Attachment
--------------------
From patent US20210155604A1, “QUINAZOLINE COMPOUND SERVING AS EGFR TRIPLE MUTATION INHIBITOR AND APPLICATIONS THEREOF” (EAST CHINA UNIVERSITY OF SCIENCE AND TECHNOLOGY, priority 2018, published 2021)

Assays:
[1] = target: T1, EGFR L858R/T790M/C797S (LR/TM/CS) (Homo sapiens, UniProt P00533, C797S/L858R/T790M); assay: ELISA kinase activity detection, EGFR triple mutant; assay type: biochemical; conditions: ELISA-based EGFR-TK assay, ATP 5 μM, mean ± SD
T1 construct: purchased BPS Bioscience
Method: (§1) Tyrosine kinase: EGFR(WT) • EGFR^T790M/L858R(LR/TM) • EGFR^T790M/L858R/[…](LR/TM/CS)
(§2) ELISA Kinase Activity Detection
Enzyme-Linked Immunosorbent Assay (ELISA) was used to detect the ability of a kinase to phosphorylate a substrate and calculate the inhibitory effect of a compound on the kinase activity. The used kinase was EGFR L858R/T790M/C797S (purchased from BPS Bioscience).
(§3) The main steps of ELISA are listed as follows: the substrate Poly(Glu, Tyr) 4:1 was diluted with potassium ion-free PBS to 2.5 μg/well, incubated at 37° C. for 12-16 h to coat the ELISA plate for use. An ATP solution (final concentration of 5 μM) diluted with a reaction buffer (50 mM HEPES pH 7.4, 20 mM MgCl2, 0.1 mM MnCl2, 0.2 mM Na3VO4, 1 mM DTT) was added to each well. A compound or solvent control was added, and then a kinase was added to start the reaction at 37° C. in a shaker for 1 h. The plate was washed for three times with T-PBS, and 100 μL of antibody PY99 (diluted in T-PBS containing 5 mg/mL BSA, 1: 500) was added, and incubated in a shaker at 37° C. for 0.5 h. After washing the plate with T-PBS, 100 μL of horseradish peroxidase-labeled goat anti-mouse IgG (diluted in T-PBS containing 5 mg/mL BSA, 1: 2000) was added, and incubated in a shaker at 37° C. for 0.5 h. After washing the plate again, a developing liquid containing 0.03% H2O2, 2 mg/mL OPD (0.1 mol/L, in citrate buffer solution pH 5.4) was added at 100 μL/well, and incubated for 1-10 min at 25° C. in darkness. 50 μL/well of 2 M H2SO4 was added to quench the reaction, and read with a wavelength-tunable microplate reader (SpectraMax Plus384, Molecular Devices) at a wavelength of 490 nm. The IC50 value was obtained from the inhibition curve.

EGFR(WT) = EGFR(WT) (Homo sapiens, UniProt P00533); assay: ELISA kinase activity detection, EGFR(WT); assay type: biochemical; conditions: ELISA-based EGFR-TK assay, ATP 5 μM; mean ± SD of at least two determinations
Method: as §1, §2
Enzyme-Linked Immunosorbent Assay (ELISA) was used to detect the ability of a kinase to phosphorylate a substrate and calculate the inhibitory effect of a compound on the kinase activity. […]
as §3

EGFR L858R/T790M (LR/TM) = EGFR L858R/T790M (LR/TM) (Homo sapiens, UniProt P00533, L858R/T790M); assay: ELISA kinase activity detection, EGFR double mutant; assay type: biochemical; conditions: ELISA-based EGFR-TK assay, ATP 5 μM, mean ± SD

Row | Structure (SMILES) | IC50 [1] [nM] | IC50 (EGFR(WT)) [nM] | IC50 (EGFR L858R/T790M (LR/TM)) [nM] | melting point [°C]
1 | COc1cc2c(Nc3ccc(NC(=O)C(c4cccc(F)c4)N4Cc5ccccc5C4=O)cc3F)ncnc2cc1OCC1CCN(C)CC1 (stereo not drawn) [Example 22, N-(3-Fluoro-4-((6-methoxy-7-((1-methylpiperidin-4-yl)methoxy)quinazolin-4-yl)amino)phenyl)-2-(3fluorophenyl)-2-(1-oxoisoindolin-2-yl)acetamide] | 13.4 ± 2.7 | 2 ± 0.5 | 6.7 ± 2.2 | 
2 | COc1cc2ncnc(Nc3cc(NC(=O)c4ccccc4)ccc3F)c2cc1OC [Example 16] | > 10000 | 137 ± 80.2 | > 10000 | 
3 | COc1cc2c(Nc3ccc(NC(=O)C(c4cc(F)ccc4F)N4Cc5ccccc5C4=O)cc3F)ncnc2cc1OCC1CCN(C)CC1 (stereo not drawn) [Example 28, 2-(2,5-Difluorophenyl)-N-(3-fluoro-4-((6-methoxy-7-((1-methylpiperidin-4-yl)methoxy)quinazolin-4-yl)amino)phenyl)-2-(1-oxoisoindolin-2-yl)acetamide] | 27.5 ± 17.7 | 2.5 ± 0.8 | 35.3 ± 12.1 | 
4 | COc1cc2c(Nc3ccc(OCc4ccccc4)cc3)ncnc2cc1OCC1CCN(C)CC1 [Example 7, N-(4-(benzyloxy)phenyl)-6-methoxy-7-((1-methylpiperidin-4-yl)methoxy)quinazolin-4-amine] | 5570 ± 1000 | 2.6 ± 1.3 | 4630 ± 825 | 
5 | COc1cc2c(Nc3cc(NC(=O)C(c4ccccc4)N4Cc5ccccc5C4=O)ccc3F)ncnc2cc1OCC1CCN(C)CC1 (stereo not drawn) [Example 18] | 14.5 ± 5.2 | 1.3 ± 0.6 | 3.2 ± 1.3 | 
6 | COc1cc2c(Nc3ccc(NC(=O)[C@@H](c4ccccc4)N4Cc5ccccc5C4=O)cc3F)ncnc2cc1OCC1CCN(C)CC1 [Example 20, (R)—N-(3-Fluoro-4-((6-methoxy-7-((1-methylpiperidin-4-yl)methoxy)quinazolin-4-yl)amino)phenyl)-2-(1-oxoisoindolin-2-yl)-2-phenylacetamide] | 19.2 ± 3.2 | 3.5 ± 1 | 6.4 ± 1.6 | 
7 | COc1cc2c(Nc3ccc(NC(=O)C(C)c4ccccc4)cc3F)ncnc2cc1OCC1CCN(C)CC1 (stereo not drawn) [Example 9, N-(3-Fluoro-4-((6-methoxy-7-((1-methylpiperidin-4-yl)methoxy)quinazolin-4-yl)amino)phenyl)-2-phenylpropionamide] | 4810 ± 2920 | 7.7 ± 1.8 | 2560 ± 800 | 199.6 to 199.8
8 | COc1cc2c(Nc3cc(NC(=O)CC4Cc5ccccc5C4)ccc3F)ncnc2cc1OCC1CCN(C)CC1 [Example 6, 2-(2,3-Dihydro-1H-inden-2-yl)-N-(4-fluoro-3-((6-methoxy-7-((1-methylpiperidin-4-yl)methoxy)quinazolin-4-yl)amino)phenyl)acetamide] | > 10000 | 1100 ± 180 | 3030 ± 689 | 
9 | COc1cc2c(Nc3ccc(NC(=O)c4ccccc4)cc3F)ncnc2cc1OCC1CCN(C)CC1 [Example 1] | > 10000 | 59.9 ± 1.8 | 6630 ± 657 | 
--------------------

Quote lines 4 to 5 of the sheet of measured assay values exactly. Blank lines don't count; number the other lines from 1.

T1 construct: purchased BPS Bioscience
Method: (§1) Tyrosine kinase: EGFR(WT) • EGFR^T790M/L858R(LR/TM) • EGFR^T790M/L858R/[…](LR/TM/CS)